Surveys to the public and professional have been undertaken to understand what people think should be in an Edge of Care Service.
Review of Edge of Care development across the country and those with positive evaluations have been taken into consideration in our own planning.
For the Edge of Care strategy to be successful more capacity and the right skills were required, and it would require co-operation from other services, such as adult mental health services and drug and alcohol services.
In essence the strategy promoted family care where it was safe to do so and focussed on helping parents to see for themselves when and where things had gone wrong, what caused it and what could be done about it.
During the discussion various points were clarified:
· Co-operation from Partners was important and social care was working with the CCGs; however, the right services needed to be further developed to ensure the right skills were available to meet needs
· Children at risk would still need to be protected and some may need to become a Looked After Child in any of a range of placements
· It was suggested that for some staff such as housing officers this strategy would be a culture change as they were used to thinking that if a child was at risk they would be best referred to a social worker and removed from the situation. Some staff would need help understanding that leaving the child in the home was the right thing to do
· Edge of Care was not part of the Corporate Parenting Board’s remit as it dealt with children before they became Looked After.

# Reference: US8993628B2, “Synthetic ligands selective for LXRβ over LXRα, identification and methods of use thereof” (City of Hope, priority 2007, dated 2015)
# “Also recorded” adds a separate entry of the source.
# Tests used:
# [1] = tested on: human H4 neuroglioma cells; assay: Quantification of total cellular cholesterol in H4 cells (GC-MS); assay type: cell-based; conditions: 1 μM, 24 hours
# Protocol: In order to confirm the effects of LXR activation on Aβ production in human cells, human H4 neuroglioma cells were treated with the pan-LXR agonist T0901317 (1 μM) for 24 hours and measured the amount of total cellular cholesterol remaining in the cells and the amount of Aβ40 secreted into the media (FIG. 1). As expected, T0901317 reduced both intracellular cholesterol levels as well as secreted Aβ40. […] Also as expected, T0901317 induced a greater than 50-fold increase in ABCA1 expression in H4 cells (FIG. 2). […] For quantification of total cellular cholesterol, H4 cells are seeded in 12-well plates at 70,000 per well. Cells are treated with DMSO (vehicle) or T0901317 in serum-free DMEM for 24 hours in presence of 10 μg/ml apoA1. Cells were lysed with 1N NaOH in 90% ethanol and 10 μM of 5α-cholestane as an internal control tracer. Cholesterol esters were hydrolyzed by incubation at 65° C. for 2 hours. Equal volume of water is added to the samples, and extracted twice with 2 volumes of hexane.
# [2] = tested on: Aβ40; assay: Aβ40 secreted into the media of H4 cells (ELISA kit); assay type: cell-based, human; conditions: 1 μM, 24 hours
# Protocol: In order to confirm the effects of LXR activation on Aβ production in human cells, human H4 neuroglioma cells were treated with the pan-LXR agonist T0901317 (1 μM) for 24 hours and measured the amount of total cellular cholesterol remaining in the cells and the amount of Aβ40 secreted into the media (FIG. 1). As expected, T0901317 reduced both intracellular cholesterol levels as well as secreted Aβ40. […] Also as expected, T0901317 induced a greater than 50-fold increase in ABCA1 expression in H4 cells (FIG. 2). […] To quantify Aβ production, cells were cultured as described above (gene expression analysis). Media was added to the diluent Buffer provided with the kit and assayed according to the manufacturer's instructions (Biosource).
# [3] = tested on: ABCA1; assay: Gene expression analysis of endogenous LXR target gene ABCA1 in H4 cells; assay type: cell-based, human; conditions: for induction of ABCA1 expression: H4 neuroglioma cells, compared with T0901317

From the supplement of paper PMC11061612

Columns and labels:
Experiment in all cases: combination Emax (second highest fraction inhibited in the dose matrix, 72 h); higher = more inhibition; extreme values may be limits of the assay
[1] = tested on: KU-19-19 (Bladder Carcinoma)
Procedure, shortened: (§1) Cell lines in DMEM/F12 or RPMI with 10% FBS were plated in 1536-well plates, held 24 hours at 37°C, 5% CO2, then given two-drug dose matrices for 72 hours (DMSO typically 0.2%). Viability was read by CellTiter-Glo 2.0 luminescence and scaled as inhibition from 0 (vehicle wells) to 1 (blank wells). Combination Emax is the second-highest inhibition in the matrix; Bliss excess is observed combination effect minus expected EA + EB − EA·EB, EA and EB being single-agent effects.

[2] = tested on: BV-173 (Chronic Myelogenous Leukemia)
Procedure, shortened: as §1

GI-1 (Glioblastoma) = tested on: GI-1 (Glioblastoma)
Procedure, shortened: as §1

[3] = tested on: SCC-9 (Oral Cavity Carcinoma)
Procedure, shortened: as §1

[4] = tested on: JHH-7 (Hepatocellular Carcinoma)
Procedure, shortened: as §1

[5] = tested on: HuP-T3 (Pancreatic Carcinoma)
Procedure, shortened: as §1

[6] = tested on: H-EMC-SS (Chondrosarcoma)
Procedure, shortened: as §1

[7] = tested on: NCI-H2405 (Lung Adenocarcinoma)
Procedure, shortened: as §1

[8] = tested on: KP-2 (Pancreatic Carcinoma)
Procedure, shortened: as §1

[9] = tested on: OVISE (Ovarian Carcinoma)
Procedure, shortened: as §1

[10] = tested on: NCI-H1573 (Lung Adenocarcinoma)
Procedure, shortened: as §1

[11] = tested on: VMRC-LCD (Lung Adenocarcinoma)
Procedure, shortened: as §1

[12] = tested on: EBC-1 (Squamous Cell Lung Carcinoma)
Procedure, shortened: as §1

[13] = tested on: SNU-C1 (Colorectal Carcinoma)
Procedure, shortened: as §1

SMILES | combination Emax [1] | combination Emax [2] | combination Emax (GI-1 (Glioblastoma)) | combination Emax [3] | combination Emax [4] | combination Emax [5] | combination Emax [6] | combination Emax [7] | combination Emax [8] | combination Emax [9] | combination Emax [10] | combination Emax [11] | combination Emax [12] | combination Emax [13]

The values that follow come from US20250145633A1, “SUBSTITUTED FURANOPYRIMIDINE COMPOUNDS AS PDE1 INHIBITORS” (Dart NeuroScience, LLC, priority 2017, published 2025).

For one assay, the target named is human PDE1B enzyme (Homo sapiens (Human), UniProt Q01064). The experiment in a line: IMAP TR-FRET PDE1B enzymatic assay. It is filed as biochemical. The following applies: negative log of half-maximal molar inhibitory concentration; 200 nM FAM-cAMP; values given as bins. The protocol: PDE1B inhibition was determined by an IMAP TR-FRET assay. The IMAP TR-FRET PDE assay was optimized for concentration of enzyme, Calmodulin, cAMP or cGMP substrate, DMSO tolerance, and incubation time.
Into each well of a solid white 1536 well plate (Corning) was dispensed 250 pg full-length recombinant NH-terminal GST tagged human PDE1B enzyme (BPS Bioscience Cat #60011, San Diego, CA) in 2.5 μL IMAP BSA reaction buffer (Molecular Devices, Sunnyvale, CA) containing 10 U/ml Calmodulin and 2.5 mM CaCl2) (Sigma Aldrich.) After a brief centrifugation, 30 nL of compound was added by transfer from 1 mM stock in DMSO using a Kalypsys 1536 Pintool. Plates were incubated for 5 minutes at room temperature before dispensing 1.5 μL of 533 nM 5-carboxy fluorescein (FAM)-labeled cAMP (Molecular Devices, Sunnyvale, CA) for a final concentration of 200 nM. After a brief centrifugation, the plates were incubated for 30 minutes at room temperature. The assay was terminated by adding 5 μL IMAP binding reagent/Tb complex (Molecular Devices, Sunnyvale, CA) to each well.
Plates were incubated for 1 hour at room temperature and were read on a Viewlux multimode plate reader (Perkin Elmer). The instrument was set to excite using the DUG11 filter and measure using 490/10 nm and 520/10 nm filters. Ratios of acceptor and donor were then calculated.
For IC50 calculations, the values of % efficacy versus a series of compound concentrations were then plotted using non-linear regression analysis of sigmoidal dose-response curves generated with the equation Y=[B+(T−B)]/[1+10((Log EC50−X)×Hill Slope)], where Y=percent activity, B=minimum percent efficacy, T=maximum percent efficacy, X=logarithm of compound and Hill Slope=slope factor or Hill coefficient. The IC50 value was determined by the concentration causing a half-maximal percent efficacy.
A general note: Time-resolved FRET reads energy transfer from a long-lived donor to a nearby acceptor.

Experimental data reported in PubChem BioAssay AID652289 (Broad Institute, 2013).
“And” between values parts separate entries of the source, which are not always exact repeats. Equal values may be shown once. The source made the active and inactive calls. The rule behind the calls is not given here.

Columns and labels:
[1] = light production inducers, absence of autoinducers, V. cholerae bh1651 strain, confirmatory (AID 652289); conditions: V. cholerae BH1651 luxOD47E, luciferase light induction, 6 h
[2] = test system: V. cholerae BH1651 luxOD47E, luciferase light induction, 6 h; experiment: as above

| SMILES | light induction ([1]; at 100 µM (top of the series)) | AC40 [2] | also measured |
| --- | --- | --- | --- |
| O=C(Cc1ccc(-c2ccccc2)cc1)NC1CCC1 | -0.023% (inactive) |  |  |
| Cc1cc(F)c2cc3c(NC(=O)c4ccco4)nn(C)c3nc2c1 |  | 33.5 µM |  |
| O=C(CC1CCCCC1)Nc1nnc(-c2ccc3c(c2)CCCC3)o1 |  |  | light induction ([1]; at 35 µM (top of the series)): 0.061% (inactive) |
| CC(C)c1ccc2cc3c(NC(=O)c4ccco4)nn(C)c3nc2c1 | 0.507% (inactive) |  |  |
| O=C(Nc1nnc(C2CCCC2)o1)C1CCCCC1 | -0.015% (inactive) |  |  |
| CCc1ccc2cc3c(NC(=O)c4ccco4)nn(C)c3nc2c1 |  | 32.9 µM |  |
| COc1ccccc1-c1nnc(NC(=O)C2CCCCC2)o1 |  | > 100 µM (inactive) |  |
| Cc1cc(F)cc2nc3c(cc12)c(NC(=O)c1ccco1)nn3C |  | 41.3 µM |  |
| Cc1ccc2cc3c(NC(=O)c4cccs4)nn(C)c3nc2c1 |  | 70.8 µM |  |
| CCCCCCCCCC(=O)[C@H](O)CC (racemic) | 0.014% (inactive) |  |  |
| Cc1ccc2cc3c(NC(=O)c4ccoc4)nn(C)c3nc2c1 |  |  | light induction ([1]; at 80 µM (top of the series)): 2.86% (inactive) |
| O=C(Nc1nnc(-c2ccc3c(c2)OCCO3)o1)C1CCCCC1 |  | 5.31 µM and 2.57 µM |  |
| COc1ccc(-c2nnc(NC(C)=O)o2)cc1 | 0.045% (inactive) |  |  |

Tina was thanked for the update.
It was noted that many of the action points contained within the list were completed in the activity between meetings. The list needed to be reviewed so it only identified those which were still outstanding or required further evidence of completion/impact
The Chairman pointed out that some points still needed to be actioned:
· The fact that Care Leavers did not wish to be referred to as homeless had been discussed by Speak Out and they had invited Laura Marshall, Strategic Partnership Manager, to their March meeting to discuss the terms used in local housing policies
· Issues about accommodation were on-going
· It appeared that little had been done about apprenticeships for Care Leavers but Cllr Hodgson Chaired the Adult Learning and Apprenticeship Board and confirmed that she would take this issue back to see what could be done
· The Youth Voice Team had received an update on leisure passes and Malvern and Redditch now offered discounts to Care Leavers as well as Looked After Children and Carers
· The Chairman explained that at the training session in July 2018 it had been suggested that the Vice Chairman of the Board should be a District Councillor – this would be progressed after the District elections in May.
ACTIONS: List to be revised and outstanding actions which have not been completed or those that needed evidence of what difference had been made would be re-sent to board members for action/Comment.
Kinship Care: The Vice-Chairman explained that Kinship Care was being looked at by the Children’s Overview and Scrutiny Panel. She wondered if it would be possible to have a joint Board on this issue. Cllr Roberts and Cllr Oborski to discuss and agree with Officers.
Keep in Touch: Tina Russell explained that the July date would actually be a week of ‘Keep in Touch’ visits/events with an opportunity for all board members to have direct contact with a Looked After Child or Care Leaver in a variety of settings. Members to look at their calendars for that week of 15-19 July and free up 2-4 hours and a programme of events would be sent to Members and matched to their availability.
Future Meeting Dates
22 March 2018
7 June 2018
12 July 2018 (Keep in touch visits)
11 October 2018
29 November 2018
All at 2pm at County Hall
21 March 2019
13 June 2019
15-19 July 2019 – Keep in Touch events
8 October 2019
27 November 2019